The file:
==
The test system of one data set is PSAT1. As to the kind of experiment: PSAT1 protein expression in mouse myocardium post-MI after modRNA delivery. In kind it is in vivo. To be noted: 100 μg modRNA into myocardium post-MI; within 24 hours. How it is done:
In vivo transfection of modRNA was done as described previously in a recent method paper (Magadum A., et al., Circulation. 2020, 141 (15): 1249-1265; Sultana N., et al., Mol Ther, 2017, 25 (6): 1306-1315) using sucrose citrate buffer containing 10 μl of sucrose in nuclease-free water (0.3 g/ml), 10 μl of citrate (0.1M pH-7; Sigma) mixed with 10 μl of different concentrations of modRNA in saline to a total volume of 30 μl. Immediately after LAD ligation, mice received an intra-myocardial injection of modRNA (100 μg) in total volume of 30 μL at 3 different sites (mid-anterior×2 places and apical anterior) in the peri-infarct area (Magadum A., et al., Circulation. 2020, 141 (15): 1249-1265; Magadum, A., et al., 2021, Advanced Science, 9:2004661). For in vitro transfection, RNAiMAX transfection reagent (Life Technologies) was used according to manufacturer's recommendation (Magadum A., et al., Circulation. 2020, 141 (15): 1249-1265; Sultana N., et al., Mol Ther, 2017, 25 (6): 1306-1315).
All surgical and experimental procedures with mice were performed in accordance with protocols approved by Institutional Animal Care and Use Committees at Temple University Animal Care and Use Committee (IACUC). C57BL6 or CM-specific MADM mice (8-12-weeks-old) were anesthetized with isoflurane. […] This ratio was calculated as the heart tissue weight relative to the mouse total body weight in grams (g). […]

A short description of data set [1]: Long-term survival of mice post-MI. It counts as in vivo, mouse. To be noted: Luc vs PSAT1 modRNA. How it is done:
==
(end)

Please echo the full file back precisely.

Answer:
The test system of one data set is PSAT1. As to the kind of experiment: PSAT1 protein expression in mouse myocardium post-MI after modRNA delivery. In kind it is in vivo. To be noted: 100 μg modRNA into myocardium post-MI; within 24 hours. How it is done:
In vivo transfection of modRNA was done as described previously in a recent method paper (Magadum A., et al., Circulation. 2020, 141 (15): 1249-1265; Sultana N., et al., Mol Ther, 2017, 25 (6): 1306-1315) using sucrose citrate buffer containing 10 μl of sucrose in nuclease-free water (0.3 g/ml), 10 μl of citrate (0.1M pH-7; Sigma) mixed with 10 μl of different concentrations of modRNA in saline to a total volume of 30 μl. Immediately after LAD ligation, mice received an intra-myocardial injection of modRNA (100 μg) in total volume of 30 μL at 3 different sites (mid-anterior×2 places and apical anterior) in the peri-infarct area (Magadum A., et al., Circulation. 2020, 141 (15): 1249-1265; Magadum, A., et al., 2021, Advanced Science, 9:2004661). For in vitro transfection, RNAiMAX transfection reagent (Life Technologies) was used according to manufacturer's recommendation (Magadum A., et al., Circulation. 2020, 141 (15): 1249-1265; Sultana N., et al., Mol Ther, 2017, 25 (6): 1306-1315).
All surgical and experimental procedures with mice were performed in accordance with protocols approved by Institutional Animal Care and Use Committees at Temple University Animal Care and Use Committee (IACUC). C57BL6 or CM-specific MADM mice (8-12-weeks-old) were anesthetized with isoflurane. […] This ratio was calculated as the heart tissue weight relative to the mouse total body weight in grams (g). […]

A short description of data set [1]: Long-term survival of mice post-MI. It counts as in vivo, mouse. To be noted: Luc vs PSAT1 modRNA. How it is done: